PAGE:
Ben Palmer's reads
You probably don't want to know what kind of germs are in a hotel swimming pool. Health officials are urging Americans to be cautious of the germs in hotel swimming pools, Ashley Welch writes for CBS News. According to a new CDC report, 493 outbreaks associated with treated recreational water—such as hotel swimming pools—were linked to at least 27,219 illnesses and eight fatalities. CDC added that 58% of "the 363 outbreaks with a confirmed infectious etiology" and 89% of the illnesses linked to those 363 outbreaks were caused by cryptosporidium—or "crypto"—a parasite that can survive even in well-maintained pools. To stay healthy in the pool, CDC recommends not swimming if you have diarrhea, not swallowing pool water, taking kids on hourly bathroom breaks, and using a test strip to see if the pool's pH and bromine levels are correct before getting in.
Want smarter offspring? Study suggests exercise may be key. Regular exercise may alter the sperm of male animals in a way that benefits their offsprings' brains and cognitive skills, according to a study on mice published in Cell Reports. For the study, researchers raised a group of genetically identical male mice with a sedentary lifestyle to adulthood, at which point half of the mice were moved to cages that had toys and games designed to stimulate both their bodies and brains. The researchers found that after 10 weeks, when compared with the mice who remained sedentary, some of the mice in the activity-focused cages had developed stronger neuronal connections in their brains. In addition, the researchers found that when the active mice mated with sedentary female mice, their offspring were born with brains that had stronger neuronal connections than the brains of offspring born to sedentary male mice—a finding the researchers attribute to exercise-related changes observed in the microRNA of the paternal sperm. The researchers are currently planning a study to see if the findings are consistent in humans.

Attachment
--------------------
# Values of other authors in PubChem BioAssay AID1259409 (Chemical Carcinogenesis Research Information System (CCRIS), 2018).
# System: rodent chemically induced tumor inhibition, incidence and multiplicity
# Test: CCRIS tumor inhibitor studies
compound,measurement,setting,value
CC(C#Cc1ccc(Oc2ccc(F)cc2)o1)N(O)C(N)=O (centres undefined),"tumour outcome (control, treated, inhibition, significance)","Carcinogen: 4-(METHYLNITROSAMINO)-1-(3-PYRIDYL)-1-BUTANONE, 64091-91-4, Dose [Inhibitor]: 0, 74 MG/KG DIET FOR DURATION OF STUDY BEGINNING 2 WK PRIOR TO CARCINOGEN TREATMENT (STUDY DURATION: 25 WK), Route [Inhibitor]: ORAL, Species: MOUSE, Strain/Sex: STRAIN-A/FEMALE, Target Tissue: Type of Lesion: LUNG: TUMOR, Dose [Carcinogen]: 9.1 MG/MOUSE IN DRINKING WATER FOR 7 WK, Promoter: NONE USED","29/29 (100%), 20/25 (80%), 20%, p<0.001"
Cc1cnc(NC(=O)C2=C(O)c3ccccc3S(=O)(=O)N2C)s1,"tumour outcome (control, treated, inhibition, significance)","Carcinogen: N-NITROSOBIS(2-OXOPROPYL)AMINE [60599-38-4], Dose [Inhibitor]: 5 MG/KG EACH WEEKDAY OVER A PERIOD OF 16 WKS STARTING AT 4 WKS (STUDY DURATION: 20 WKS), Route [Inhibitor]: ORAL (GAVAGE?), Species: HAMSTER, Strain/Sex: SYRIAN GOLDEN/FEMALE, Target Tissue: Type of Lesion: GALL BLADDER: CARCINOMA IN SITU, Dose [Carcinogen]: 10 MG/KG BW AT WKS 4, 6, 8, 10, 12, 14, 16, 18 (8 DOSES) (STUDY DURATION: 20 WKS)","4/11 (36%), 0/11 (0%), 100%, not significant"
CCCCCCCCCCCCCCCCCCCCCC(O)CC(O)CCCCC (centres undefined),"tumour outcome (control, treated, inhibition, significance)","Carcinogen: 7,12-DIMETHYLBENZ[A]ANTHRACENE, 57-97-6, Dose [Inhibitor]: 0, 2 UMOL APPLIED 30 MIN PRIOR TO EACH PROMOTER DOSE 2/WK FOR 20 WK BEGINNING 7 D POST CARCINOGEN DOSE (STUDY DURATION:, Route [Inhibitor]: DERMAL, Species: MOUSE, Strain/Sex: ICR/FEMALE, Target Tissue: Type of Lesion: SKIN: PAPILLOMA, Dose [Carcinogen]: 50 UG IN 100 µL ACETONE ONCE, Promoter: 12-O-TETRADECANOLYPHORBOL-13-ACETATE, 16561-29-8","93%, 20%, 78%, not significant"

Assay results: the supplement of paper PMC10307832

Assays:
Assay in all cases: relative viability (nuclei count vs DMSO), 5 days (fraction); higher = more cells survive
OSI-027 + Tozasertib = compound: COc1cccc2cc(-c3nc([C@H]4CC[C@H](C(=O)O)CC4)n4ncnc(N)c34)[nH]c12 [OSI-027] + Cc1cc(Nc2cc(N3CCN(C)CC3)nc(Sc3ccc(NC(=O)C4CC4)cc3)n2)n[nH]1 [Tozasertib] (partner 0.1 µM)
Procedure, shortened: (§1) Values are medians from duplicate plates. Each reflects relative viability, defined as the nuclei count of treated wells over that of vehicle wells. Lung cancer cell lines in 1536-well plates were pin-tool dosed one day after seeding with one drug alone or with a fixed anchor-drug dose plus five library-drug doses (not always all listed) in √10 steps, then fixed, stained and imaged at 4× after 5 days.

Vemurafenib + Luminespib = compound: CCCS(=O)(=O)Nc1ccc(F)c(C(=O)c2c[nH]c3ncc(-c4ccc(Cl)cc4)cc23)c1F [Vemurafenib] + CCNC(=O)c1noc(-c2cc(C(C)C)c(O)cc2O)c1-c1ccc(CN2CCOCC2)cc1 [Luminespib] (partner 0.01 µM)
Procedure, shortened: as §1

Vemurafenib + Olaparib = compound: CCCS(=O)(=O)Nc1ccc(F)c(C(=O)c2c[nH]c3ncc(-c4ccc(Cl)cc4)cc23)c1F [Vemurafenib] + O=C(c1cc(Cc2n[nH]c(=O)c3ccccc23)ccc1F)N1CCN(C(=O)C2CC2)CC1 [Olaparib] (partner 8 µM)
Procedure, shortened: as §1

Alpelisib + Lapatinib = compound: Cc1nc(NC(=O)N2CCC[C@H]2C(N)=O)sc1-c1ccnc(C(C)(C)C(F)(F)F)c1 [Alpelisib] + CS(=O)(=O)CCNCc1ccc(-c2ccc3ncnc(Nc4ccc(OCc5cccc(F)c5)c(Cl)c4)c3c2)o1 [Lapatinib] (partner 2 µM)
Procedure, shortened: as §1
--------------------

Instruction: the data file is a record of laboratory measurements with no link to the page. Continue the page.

Rachel Schulze's reads
In case you haven't heard enough. The New York Times built a tool that lets users adjust the frequency in the viral audio clip that sparked the Yanny-Laurel debate the nearly broke the internet earlier this week. With the Times tool, individual users can mark where on the frequency spectrum, for them, that the audio clip goes from sounding like one of the terms to the other. Go wild.
Speaking of sounds. New research shows about 20% to 30% of people experience auditory sensation when they view silent but energetic images, such as GIFs. The lead author of the study, psychologist Chris Fassnidge, dubs the phenomenon "visually evoked auditory response," or vEAR for short. The study authors think vEAR may be a new form of synesthesia, when the activation of one sense results in the perception of another. A common example is people who see letters of the alphabet in certain colors. According to Vox, vEAR "may be a window onto a better way to understand how all our senses are complexly connected."